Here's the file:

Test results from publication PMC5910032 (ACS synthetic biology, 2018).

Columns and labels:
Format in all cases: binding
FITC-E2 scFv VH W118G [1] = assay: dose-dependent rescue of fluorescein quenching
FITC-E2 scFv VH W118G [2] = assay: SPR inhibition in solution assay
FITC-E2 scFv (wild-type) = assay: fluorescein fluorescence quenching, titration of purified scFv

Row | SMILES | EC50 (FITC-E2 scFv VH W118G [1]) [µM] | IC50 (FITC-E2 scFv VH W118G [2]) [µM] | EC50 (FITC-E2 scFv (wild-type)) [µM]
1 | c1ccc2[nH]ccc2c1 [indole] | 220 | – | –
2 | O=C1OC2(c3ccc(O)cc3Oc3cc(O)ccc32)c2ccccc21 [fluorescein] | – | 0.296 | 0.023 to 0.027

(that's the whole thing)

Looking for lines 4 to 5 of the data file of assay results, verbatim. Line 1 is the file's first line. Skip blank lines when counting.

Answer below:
FITC-E2 scFv VH W118G [1] = assay: dose-dependent rescue of fluorescein quenching
FITC-E2 scFv VH W118G [2] = assay: SPR inhibition in solution assay